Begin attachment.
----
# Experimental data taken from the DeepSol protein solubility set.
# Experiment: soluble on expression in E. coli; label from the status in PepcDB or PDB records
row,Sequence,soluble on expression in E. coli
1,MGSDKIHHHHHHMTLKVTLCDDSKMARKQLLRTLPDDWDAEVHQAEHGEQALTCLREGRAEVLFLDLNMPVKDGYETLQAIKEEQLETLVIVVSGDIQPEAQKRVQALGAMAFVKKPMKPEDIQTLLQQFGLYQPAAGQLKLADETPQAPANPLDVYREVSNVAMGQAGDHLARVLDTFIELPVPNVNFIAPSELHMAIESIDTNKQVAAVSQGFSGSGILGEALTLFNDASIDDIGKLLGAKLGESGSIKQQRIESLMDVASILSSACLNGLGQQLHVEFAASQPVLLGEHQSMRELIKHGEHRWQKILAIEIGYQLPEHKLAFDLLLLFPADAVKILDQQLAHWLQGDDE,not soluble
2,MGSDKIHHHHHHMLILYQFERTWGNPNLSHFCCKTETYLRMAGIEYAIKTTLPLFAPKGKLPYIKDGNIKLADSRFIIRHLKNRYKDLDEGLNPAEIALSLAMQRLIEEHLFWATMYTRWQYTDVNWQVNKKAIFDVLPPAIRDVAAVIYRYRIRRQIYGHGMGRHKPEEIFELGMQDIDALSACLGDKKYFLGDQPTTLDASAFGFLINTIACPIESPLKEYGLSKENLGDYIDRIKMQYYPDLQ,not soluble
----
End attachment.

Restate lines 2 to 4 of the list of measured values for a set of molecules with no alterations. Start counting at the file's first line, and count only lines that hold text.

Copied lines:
# Experiment: soluble on expression in E. coli; label from the status in PepcDB or PDB records
row,Sequence,soluble on expression in E. coli
1,MGSDKIHHHHHHMTLKVTLCDDSKMARKQLLRTLPDDWDAEVHQAEHGEQALTCLREGRAEVLFLDLNMPVKDGYETLQAIKEEQLETLVIVVSGDIQPEAQKRVQALGAMAFVKKPMKPEDIQTLLQQFGLYQPAAGQLKLADETPQAPANPLDVYREVSNVAMGQAGDHLARVLDTFIELPVPNVNFIAPSELHMAIESIDTNKQVAAVSQGFSGSGILGEALTLFNDASIDDIGKLLGAKLGESGSIKQQRIESLMDVASILSSACLNGLGQQLHVEFAASQPVLLGEHQSMRELIKHGEHRWQKILAIEIGYQLPEHKLAFDLLLLFPADAVKILDQQLAHWLQGDDE,not soluble